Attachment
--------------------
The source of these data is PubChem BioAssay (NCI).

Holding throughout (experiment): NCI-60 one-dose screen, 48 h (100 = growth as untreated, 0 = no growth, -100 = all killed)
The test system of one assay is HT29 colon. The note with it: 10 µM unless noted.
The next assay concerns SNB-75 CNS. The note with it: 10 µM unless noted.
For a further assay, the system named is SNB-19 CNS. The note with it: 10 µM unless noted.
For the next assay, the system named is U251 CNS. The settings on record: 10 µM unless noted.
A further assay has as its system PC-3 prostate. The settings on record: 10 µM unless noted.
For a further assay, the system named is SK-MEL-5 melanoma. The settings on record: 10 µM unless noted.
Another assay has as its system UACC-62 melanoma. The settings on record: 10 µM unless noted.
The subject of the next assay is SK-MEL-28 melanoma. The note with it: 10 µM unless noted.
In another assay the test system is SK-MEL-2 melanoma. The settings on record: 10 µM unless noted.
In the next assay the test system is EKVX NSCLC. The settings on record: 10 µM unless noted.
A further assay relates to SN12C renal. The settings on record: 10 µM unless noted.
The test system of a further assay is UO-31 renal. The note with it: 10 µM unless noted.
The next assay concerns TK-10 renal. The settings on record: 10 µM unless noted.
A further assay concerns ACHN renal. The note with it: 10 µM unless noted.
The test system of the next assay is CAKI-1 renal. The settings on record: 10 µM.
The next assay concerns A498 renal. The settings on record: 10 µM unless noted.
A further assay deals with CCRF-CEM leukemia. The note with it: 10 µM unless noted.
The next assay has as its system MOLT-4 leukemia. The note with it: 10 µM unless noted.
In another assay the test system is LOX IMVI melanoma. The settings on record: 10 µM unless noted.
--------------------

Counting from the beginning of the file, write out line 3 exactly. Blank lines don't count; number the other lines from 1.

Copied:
The test system of one assay is HT29 colon. The note with it: 10 µM unless noted.